I came with an open mind, in most areas it was beyond my expectations.

Facilitating a follow up programme would be beneficial.

The format was good with smaller group discussions and ideas from different Indian institutions were helpful.

Breakouts arrangement was a little disappointing because there were certain topics I wanted to attend but could not. However the printed supplemental material provided with the delegate kit will surely compensate for it ….

A quick Monday-meeting of the four of us who attended the conference on Friday has resulted in a report to be presented … to the Principal (President) and Vice-President of our Alumnae Association for discussion and action.

Nimit: Everyone loved the conference. There was a lot of conversation in the hallways and most importantly, there were a lot of peers who met each other for the first time. I think the biggest change you were able to provide was to provide a platform for this peer learning community to begin the process of learning together.

Q: What did you, the other university contacts, and their alumni learn from the forum?

Nimit: I think they all started with some idea of what the benefit of alumni was (mostly on the jobs front actually – for current students). I think they got a good sampling of how the Alumni function can be so so much more than that.

Ravi: We at IIT Bombay feel that the discussions during the IIT-Yale Alumni Leadership Conference were very beneficial. Yale emphasised that Time, Talent and Treasure are possible contributions from the alumni. Like Yale, the IIT alumni are also very successful and carrying out leadership roles in various sectors. We learn about the various ways in which the Talent of the alumni can be nurtured, and also used for the benefit of the university. Discussions during the conference also brought out their sense of fulfilment in engaging as Yale alumni leaders.

Mr. Murari: One of the most important take-aways from this outstanding get together was the emphasis on the fact that alumni of all universities have a critical role to play in future not only in improving the barriers of higher education but also in bridging the gap between the institutions and the alumni. Such interaction and support could take the form of enhancing social contacts, improving the content of education by close coordination and providing support for research scholars in exchange of teachers and also by way of adding to major fixed assets in their alma maters.

Maya: It was fantastic to see how Alumni Engagement is such a well-oiled mechanism in the U.S. Apart from the workshop content, the coordination and commitment with which the YaleGALE group came together to showcase the brand of Yale University Alumni was a great example in itself.

Q: What kind of follow-up with Yale alumni would be most worthwhile?

Ravi: The IITs look forward to further opportunities to engage with Yale alumni. There are around 50,000 alumni from IITs who live in the USA. We discussed the possibility of engagement of our US-based alumni chapters with Yale alumni on themes of common interest. We also discussed the possibility of IITs participating in Yale alumni conference at New Haven in November 2015. We are also in the process of designing new alumni engagement programs following the discussions during the Conference. We hope that the Yale alumni can also be involved in some of these programs in future.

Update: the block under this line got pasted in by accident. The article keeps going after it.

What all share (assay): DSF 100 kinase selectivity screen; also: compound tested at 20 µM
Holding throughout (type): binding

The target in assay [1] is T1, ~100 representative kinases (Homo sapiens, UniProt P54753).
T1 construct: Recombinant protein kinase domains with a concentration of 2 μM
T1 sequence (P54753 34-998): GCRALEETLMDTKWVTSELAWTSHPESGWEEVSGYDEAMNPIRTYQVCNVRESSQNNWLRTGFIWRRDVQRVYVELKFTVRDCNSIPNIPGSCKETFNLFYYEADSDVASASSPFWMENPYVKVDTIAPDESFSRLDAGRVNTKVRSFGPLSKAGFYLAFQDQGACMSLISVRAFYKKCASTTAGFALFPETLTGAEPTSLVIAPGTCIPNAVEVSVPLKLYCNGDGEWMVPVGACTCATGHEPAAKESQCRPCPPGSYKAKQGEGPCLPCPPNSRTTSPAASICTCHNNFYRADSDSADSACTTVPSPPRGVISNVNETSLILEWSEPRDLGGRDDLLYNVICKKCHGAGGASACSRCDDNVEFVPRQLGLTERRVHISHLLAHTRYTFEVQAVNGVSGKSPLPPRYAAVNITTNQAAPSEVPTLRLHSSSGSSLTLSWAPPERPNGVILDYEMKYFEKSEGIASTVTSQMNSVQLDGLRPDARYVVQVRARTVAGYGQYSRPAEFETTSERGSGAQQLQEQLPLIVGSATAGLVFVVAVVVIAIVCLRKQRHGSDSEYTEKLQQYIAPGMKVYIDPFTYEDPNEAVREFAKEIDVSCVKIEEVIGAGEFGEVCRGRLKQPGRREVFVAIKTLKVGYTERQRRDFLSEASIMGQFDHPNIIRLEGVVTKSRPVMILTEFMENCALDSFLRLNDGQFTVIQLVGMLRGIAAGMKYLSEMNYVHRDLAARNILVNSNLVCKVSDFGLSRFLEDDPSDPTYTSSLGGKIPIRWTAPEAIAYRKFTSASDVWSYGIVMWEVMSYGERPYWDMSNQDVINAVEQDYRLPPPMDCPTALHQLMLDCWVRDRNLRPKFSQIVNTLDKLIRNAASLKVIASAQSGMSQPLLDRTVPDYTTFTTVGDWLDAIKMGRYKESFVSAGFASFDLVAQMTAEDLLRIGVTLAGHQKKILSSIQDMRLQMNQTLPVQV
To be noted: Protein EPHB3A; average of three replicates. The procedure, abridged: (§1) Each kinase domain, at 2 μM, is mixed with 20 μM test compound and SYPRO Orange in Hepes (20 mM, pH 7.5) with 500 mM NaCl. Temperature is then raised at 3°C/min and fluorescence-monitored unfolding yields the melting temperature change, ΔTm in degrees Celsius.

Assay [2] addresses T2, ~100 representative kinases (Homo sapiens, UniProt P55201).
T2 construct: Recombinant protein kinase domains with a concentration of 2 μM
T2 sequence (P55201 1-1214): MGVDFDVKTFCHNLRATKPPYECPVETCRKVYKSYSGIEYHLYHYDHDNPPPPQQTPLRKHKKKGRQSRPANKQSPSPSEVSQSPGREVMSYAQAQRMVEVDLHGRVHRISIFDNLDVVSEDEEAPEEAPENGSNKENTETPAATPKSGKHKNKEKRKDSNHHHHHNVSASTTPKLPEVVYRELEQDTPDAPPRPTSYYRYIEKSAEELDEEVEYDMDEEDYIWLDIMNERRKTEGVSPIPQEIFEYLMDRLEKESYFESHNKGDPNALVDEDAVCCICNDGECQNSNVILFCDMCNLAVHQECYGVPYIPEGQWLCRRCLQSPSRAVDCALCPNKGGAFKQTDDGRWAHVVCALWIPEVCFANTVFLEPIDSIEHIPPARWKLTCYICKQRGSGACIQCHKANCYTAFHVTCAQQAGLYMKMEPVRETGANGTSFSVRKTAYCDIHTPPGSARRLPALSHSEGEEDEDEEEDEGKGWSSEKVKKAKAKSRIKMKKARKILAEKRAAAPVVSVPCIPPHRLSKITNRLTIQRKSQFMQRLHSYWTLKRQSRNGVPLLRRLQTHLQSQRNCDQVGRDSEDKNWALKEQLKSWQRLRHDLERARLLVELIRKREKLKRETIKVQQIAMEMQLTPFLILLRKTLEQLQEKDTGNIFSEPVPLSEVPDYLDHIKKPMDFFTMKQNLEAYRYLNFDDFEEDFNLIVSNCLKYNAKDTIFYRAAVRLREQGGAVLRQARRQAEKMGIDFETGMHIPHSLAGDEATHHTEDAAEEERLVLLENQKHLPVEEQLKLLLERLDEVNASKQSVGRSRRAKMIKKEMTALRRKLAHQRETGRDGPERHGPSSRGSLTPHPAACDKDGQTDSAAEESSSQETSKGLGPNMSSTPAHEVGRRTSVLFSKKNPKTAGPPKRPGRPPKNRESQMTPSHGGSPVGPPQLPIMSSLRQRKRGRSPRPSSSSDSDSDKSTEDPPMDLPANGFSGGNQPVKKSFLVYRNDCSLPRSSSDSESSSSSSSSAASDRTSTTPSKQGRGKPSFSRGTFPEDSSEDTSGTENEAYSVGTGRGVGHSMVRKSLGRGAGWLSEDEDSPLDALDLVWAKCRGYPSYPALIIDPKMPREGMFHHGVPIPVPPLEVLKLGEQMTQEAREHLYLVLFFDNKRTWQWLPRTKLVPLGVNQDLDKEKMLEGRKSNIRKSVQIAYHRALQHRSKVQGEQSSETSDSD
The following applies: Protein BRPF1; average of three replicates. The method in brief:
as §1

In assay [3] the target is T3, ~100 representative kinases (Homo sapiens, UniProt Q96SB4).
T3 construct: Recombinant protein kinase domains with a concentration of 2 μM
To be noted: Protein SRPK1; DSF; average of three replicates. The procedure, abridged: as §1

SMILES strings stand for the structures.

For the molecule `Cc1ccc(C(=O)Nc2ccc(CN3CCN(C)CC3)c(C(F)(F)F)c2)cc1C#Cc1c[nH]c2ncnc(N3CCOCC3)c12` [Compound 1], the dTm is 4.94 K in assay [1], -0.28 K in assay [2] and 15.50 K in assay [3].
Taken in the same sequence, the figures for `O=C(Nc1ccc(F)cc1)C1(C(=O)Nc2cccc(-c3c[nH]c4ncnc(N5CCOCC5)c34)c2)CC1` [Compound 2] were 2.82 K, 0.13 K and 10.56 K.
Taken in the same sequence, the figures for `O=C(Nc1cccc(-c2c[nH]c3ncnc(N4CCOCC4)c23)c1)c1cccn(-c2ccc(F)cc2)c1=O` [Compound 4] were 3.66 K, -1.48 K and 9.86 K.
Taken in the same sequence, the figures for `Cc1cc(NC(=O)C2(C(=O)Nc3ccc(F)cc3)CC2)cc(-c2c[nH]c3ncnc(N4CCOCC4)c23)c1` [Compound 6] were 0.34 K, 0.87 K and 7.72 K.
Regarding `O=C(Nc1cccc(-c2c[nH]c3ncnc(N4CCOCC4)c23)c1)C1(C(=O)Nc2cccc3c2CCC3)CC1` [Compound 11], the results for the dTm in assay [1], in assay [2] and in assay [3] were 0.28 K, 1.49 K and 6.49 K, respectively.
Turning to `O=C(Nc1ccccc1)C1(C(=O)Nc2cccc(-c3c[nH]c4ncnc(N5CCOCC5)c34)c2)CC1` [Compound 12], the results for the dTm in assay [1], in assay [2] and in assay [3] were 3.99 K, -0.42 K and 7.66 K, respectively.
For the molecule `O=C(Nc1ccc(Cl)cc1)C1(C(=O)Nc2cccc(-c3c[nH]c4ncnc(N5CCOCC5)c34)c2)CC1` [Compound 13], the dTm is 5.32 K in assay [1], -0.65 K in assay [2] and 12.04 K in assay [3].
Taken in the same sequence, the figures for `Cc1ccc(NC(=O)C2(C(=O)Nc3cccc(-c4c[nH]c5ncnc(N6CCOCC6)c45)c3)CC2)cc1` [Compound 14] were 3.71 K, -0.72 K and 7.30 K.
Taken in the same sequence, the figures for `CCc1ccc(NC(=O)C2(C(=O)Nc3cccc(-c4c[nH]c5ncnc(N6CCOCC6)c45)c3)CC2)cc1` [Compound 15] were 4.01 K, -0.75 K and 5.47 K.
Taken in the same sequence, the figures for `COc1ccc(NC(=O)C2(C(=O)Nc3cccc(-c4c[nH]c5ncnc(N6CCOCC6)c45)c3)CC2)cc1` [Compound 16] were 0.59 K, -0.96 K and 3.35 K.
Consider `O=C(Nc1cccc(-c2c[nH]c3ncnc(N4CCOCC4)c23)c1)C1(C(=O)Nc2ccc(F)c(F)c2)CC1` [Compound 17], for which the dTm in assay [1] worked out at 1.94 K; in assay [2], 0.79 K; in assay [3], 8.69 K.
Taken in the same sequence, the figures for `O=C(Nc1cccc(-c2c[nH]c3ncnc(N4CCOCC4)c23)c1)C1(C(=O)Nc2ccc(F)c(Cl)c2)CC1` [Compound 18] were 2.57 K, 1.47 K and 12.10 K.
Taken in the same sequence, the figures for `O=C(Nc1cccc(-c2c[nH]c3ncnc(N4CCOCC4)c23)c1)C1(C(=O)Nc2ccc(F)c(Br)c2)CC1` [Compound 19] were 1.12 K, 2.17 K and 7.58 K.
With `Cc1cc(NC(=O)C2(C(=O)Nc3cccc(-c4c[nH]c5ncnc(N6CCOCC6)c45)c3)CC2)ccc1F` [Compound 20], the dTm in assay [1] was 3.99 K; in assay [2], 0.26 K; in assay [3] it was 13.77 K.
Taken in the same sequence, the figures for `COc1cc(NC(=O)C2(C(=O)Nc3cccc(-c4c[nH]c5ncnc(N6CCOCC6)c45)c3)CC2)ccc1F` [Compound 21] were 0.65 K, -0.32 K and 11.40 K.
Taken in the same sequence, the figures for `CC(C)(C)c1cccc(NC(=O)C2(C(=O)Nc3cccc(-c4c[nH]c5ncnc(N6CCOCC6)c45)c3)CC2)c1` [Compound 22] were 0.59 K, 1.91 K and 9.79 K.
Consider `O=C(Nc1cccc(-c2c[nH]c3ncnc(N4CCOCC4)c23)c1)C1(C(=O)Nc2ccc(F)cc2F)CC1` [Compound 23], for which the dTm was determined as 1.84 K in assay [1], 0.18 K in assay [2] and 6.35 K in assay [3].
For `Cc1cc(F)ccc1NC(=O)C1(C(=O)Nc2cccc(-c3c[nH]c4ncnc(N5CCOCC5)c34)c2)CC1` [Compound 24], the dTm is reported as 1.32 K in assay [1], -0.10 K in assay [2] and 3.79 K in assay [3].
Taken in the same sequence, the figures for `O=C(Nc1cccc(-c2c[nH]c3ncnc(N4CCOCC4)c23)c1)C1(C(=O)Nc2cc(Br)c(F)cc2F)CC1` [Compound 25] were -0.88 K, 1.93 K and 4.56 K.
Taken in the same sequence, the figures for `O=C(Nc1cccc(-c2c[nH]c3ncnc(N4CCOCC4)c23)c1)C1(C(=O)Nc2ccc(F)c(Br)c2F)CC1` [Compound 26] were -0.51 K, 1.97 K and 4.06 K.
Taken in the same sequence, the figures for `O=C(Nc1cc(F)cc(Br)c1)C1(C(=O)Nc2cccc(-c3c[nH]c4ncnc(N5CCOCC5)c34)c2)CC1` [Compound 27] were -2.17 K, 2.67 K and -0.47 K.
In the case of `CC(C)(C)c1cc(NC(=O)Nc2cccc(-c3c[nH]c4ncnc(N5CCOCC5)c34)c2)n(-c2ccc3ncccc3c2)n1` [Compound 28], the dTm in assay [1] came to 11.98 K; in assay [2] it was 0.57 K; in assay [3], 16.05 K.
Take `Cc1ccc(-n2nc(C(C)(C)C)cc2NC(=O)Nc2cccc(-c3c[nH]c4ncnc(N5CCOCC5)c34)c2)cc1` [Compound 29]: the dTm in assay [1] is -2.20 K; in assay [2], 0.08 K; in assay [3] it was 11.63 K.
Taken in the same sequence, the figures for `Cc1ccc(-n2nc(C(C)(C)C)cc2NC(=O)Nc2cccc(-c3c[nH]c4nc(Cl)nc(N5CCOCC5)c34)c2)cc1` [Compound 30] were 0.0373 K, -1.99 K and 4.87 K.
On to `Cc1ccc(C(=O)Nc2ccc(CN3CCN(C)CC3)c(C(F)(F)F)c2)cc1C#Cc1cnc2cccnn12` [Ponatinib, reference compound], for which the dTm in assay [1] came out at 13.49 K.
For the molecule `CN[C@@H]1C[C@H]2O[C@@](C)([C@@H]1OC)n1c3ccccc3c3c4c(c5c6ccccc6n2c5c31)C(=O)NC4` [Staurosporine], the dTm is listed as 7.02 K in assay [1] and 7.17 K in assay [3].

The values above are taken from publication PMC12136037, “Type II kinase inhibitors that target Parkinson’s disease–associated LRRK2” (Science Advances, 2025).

Maya: I don’t know if it will be possible to establish a one-on-one mentoring program by YaleGALE. If each member of the YaleGALE network volunteered to mentor or be a sounding board for the Alumni Committee of an Indian institution that attended the workshop – it might help in forming a stronger and sustained relationship. Of course, this would have to be selective and there must be mechanism through which Indian institutions sign up for this in a formal way, in order not to waste YaleGALE’s time on unproductive mentoring.

Nimit: Connecting at future conferences, sharing any new materials you have. I think another conference would be good but more in a 3-5 year time frame – to check in on these universities and see how they are doing – especially given the amount of work it takes to move the number of people you had to come here.

Q: Did the exchange spark ideas for any new initiatives at your institution or the universities that attended the conference?

Nimit: Most definitely.

Mr. Murari: My feedback at the end of the programme was that the example of the Yale alumni doing so much for their counterparts throughout the world could be replicated similarly in Indian institutions, not only for their alumni but also to act as incubators for further programming in the field of higher education, research etc.

Maya: For USIEF, this was part of our ongoing engagement with Indian Higher Education Administrators. Many other institutions are following up on their ideas discussed at the workshop, but it is too early to track outcomes.

Ravi: Several new ideas of alumni leadership, alumni engagement and resource development came out during the Conference. Some of these have been discussed above. We look forward to following these. We also look forward to continuing our engagement with Yale and possibly organising joint programs of common interest.